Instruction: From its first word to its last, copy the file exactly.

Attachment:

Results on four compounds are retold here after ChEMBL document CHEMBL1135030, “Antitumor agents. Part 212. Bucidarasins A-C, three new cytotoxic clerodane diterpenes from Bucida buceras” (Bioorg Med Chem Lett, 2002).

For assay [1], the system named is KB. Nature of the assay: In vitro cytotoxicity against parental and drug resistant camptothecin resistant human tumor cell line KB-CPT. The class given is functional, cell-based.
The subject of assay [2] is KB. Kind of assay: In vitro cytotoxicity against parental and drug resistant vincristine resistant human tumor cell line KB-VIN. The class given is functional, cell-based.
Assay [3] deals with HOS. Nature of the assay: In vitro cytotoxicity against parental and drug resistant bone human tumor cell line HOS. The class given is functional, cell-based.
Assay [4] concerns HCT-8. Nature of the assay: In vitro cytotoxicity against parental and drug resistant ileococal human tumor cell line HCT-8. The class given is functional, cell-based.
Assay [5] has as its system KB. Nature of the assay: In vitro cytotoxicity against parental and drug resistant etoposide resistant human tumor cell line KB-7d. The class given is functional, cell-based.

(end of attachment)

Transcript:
Results on four compounds are retold here after ChEMBL document CHEMBL1135030, “Antitumor agents. Part 212. Bucidarasins A-C, three new cytotoxic clerodane diterpenes from Bucida buceras” (Bioorg Med Chem Lett, 2002).

For assay [1], the system named is KB. Nature of the assay: In vitro cytotoxicity against parental and drug resistant camptothecin resistant human tumor cell line KB-CPT. The class given is functional, cell-based.
The subject of assay [2] is KB. Kind of assay: In vitro cytotoxicity against parental and drug resistant vincristine resistant human tumor cell line KB-VIN. The class given is functional, cell-based.
Assay [3] deals with HOS. Nature of the assay: In vitro cytotoxicity against parental and drug resistant bone human tumor cell line HOS. The class given is functional, cell-based.
Assay [4] concerns HCT-8. Nature of the assay: In vitro cytotoxicity against parental and drug resistant ileococal human tumor cell line HCT-8. The class given is functional, cell-based.
Assay [5] has as its system KB. Nature of the assay: In vitro cytotoxicity against parental and drug resistant etoposide resistant human tumor cell line KB-7d. The class given is functional, cell-based.